Find Your Passion: May Graduate Became ‘Yoga Jess,’ Finds Career Path
By Rachel Childers
Jess Smith was once a high-school athlete who couldn’t touch her toes.
But, at The University of Alabama, she says she became “Yoga Jess” and that her passion for yoga helped her find a career path, a healthier lifestyle and a sense of well-being.
Smith, a Prattville native who graduated in May with a communicative disorders degree, is pursuing graduate school and an occupational therapist career. She’s focusing on an emerging trend in occupational therapy that incorporates yoga and emphasizes, she says, becoming an active participant in life.
“Yoga drew me to OT because it is more about how you feel,” she says. “It focuses more on the sensory work.”
During recent summers, she has worked at various camps for kids and shadowed occupational therapists who work with children. This, she says, solidified her desire to work with children with physical or cognitive disabilities, and she says she also would like to work with people with traumatic brain injuries.
This fall, at the University of Illinois at Chicago, she will research how yoga relates to self-motivation in a therapy setting.
Smith took her first yoga class at the UA Student Recreation Center … on a whim following her freshman finals, she says. She continued taking classes that summer at a fitness center near her Prattville home.
“I wanted to know more about it,” Smith says. “I could feel a difference in myself. I was sore, but it relieved all my tension that had been built up from finals.”
She wanted a yoga teaching certificate, she says, so she could share the joy she found through yoga with other UA students.
“College students are usually unhealthy, and, even if we are physically healthy, we are emotionally unkempt,” she says.
Smith says she felt it would be easier for her to relate to her peers in her classes. She, too, had exams, projects and late nights, just like her students, so she understood the barriers to becoming physically and mentally healthy.
Yoga, a mind-body workout, provides both through yoga breath, Smith says. While breathing in and out while flexing and releasing muscles, participants are encouraged to mentally “let go” and focus on that single moment.
Smith taught at the Student Recreation Center and also at two other fitness facilities in Tuscaloosa. She has YogaWorks 200-hour teaching certification through Yoga Alliance, and she said her goal is obtaining a 500-hour teaching certificate. At each level, the teacher is required to spend a certain number of hours teaching, learning and teaching specifically for community service.
Smith credits the UA Honors College and the students in her classes for her success. She says they inspired her to keep reaching for more knowledge about yoga.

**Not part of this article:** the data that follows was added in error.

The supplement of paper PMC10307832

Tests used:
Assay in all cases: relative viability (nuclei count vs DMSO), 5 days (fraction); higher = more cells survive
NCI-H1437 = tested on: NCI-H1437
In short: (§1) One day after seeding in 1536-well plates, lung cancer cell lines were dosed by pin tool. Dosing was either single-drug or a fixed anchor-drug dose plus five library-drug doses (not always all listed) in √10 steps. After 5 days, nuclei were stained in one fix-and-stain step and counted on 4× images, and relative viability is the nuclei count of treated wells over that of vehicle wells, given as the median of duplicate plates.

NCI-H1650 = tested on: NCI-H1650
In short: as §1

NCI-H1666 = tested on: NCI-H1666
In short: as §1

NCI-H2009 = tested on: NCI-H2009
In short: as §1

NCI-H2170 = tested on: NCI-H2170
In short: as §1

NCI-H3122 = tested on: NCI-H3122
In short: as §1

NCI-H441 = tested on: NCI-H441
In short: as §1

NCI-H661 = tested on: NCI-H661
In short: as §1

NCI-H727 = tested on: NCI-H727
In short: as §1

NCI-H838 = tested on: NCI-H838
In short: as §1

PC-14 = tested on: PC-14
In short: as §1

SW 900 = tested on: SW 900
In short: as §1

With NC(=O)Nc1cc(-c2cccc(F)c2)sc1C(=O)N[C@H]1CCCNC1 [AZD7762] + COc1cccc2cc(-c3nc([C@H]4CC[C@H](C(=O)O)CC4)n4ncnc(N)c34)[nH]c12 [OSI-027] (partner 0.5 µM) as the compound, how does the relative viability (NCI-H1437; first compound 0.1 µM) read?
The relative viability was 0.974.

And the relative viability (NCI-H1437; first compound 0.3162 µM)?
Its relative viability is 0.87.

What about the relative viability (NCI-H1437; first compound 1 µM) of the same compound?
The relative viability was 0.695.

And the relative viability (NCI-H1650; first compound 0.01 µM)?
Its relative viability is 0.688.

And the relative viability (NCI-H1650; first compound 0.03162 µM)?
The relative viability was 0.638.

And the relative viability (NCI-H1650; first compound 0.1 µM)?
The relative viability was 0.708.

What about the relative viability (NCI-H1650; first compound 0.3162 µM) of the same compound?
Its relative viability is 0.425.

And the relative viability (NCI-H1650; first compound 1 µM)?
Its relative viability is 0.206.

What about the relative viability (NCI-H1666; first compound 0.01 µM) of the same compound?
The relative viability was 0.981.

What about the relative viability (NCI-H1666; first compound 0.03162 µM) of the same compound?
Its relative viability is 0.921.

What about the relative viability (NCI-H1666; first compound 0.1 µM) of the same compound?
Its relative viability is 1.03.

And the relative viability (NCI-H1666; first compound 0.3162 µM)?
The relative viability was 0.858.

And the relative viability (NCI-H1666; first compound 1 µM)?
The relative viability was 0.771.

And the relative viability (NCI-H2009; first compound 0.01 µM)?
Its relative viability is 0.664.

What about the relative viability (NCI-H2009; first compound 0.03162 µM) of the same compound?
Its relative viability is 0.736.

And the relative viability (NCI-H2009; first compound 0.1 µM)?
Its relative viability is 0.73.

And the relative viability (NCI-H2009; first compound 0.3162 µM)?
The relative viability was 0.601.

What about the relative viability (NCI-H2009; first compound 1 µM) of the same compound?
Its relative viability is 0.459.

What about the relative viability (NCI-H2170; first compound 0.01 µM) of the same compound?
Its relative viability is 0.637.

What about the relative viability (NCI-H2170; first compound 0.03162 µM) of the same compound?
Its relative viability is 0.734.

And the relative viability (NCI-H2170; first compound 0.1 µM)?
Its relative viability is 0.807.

Shortly after attending a Level 1 workshop, Smith approached the Honors College about leading a class for incoming freshmen. They agreed, and Smith began teaching in the Riverside Community Center.
“I thought no one would show up,” Smith says. “I was surprised to see that the class was full. We were wall-to-wall. People were literally almost on top of each other.”
Smith says she could tell the Honors College wanted her to push herself and get better, but they also wanted her help in improving the level of community on campus. She says when the dean of the College came to one of her Sunday afternoon classes, she knew she had made it.
Smith says she also wanted to teach the students what it means to take yoga “off the mat.” Learning things like letting go of what you can’t control, being in the moment and being nice, even when it seems impossible, are at the heart of making yoga a lifestyle, she says.
“The best yogi is not the one who can do the most intricate poses, but the one who lives it,” Smith says.
In what she calls “Real Talk,” Smith outlines for her class what it means to live yoga.
“Yoga is the art of getting rid of mind clutter,” she says.
She said college students, and others, forget to live in the moment. She uses her class to teach participants to physically feel how yoga breath benefits the body but also how it clears the mind even outside the yoga studio.
“That’s why I tell people to inhale and lift, exhale, and let go, just like in my classes. It’s part of taking it off the mat. Yoga breath helps you let go of things you can’t be in control of,” Smith says. “Yoga breath reminds you to be in the present, to take a breath, to relax. It tells your body it’s time to relax.
“There is an infinite possibility between the inhale and exhale,” Smith says. “It is the possibility to be nice or be ugly, to falling or balancing. Just like we inhale, we have to exhale.”
With this, she says she shows people they can stop and make the right decision. They can be kind or be mean. They can fall or they can stand, but they have to decide. Yoga breath reminds them to do this for an hour in class and for a lifetime outside of it, she says.
There is a quote that Smith says she lives by: “Pain that has not yet come is avoidable.” Smith says this quote, to her, summarizes yoga. It means you are in control of where you sit within yourself, how you see yourself and how you treat others.
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Rachel Childers is a senior from Fort Payne, majoring in public relations and double minoring in business and creative writing. She served as an intern in the UA Office of Media Relations during the spring 2012 semester.
This story is part of the Find Your Passion series. To learn more about how you can find your passion at The University of Alabama, please visit UA Undergraduate Admissions.